Sam Jung always wanted to own a restaurant. He began saving money at age 18, and launched his first eatery, J Sushi Restaurant, at the age of 23, all while a student at UNT. Three years later, Sam and his team of chefs and servers still float mountains of fresh sushi to customers on boat-shaped platters. They weight the decks of the mini vessels with creations such as the crispy roll—a deep fried combination of tuna, salmon, and Hamachi—or the cu kani maki, which replaces the traditional seaweed wrapping with thinly-sliced cucumber. Sam also crafts creative specialty rolls, such as the cherry blossom roll, which is presented as petal shaped pieces wrapped in pink tuna after being harvested from the freshest sushi trees.
Though sushi is often best enjoyed with friends, don’t expect to bring 11 people to Keiichi. The intimate setting only has 10 seats, but that's part of the allure. Chef Keiichi Nagano prepares his impeccably fresh cuisine right in front diners without a wall, glass, or pair of protesting octopi blocking his precise knife-cuts from view. Those who call ahead for a seat can also request an omakase tasting menu of the chef’s choice, an option that is highly recommended by the Dallas News, who called it a “transporting experience”.
At Geisha Steak and Sushi Restaurant, fine dining mingles with culinary arts in a creative menu of Japanese specialties cooked over open flames or rolled fresh on the sushi bar. While juggling the entire food pyramid over the hibachi grill, chefs combine meats such as chicken and calamari, filet mignon and shrimp, and steak and lobster with steamed rice and assorted veggies. Meats sizzle as mounds of noodles brown atop the grill and mix with tangy sauces that land somewhere between salty and sweet, like a grizzled sailor’s love letters. The chefs condition taste buds to swoon over cylindrical foods by creating specialty rolls such as the flash-fried White Dragon roll with tuna, salmon, and avocado, or the Fuji-san, composed of shrimp tempura, snow crabs and spicy mayo. Their desserts—such as banana tempura, fried strawberry cheesecake, and mochi ice cream made from rice—deliciously round out meals, leaving otherwise noisy stomachs pleasantly subdued and receptive to patting.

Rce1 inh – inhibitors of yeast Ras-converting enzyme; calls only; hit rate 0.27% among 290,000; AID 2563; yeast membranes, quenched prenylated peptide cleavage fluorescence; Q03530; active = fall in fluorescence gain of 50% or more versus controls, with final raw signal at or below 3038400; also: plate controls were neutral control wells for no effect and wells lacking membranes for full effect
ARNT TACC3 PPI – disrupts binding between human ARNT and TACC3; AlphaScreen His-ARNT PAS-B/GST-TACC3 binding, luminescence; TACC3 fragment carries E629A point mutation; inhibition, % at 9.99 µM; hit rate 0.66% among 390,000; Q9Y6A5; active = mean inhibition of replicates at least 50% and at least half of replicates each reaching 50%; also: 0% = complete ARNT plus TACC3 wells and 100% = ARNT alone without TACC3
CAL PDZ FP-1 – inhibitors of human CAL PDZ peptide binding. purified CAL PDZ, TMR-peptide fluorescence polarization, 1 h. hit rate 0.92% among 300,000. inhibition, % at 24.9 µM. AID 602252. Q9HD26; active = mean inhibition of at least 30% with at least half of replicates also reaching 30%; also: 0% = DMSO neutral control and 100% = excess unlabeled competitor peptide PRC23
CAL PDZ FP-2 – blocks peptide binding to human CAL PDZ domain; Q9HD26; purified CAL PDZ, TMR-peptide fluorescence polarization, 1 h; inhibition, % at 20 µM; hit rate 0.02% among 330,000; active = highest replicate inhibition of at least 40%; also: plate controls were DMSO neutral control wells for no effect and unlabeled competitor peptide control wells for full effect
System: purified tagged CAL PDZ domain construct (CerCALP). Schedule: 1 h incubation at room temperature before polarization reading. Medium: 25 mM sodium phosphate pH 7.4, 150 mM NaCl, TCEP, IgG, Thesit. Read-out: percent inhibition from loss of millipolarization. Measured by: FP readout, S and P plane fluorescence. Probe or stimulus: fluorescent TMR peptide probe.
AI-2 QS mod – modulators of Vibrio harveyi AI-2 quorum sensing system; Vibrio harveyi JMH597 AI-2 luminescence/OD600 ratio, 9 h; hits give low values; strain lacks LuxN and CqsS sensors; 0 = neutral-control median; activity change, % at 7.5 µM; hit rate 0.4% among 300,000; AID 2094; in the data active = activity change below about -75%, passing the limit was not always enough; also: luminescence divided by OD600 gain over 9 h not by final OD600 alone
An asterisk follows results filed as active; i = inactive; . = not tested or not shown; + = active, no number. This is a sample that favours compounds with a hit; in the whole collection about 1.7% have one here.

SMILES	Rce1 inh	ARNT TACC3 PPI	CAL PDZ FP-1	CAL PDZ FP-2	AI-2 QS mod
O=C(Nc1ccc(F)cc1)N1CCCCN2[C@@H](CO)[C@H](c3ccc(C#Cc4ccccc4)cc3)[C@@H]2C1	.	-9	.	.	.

Fin Sushi & Sake Bar knows that one way of showing respect for classic recipes is to play with them. The menu presents guests with two types of appetizers: traditional and fusion. On one side, edamame and gyoza tempt with rich, familiar tastes. The chefs aren't even afraid to slide their sushi into the oven?the baked-snapper roll basks in the heat alongside garlic butter?though they prep snow crab, tuna, and salmon in several uncooked staples as well. This creativity rewards diners with both proven Japanese entrees and inventively flavored plates.
To accompany the food, a compilation of more than 30 hand-selected sakes delivers tastes that range from sweet and citrusy to dry and complex, and brimming cups cross over a luminous blue bar on their way to tables.